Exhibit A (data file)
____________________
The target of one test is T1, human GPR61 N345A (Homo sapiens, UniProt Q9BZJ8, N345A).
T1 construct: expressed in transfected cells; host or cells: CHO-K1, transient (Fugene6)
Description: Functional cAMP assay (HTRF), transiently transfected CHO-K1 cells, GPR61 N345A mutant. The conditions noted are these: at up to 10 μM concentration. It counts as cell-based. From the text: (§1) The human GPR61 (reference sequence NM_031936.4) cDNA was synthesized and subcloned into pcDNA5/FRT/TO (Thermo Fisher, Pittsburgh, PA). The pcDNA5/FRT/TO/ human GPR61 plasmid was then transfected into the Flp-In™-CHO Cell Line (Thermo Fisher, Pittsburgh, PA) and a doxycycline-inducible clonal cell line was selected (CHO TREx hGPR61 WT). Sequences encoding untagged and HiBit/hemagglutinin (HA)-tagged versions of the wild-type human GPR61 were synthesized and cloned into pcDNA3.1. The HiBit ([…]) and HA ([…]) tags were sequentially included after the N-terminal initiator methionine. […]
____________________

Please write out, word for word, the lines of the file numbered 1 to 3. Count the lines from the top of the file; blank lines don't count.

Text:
The target of one test is T1, human GPR61 N345A (Homo sapiens, UniProt Q9BZJ8, N345A).
T1 construct: expressed in transfected cells; host or cells: CHO-K1, transient (Fugene6)
Description: Functional cAMP assay (HTRF), transiently transfected CHO-K1 cells, GPR61 N345A mutant. The conditions noted are these: at up to 10 μM concentration. It counts as cell-based. From the text: (§1) The human GPR61 (reference sequence NM_031936.4) cDNA was synthesized and subcloned into pcDNA5/FRT/TO (Thermo Fisher, Pittsburgh, PA). The pcDNA5/FRT/TO/ human GPR61 plasmid was then transfected into the Flp-In™-CHO Cell Line (Thermo Fisher, Pittsburgh, PA) and a doxycycline-inducible clonal cell line was selected (CHO TREx hGPR61 WT). Sequences encoding untagged and HiBit/hemagglutinin (HA)-tagged versions of the wild-type human GPR61 were synthesized and cloned into pcDNA3.1. The HiBit ([…]) and HA ([…]) tags were sequentially included after the N-terminal initiator methionine. […]